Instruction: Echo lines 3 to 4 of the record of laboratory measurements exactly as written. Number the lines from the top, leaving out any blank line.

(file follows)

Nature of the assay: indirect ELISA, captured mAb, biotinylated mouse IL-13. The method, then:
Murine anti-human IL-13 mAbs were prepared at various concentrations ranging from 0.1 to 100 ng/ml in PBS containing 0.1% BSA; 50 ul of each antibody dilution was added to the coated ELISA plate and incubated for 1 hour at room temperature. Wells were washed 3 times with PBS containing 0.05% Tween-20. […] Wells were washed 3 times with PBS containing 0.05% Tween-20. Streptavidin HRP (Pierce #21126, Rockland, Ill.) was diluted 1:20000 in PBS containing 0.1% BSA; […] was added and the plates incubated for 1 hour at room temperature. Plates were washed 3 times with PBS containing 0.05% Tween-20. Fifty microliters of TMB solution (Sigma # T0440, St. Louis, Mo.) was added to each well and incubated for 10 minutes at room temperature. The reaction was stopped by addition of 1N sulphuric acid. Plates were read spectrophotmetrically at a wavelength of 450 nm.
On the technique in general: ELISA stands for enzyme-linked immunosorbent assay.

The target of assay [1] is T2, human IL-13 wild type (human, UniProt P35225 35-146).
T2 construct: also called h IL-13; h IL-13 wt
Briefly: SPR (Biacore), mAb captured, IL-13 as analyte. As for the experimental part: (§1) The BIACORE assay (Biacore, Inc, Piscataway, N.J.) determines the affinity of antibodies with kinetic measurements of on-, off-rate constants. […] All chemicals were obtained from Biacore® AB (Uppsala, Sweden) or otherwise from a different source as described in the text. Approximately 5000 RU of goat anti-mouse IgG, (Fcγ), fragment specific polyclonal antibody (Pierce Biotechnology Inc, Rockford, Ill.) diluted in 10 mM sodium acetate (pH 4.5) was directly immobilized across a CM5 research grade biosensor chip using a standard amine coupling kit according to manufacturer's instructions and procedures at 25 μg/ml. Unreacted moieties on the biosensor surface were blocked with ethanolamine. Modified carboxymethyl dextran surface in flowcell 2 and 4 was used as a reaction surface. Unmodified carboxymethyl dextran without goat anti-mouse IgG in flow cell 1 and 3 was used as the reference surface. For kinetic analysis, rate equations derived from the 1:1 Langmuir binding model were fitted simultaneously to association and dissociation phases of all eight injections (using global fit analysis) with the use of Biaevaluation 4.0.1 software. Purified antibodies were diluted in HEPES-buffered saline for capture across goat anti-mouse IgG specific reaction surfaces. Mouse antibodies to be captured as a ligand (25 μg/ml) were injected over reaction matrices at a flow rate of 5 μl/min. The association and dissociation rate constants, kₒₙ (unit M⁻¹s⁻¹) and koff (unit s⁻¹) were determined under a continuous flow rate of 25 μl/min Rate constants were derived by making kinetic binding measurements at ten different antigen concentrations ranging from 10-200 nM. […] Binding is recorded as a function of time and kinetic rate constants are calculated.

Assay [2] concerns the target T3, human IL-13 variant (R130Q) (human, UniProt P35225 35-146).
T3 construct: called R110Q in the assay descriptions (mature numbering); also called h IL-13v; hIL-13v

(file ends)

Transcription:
On the technique in general: ELISA stands for enzyme-linked immunosorbent assay.

The target of assay [1] is T2, human IL-13 wild type (human, UniProt P35225 35-146).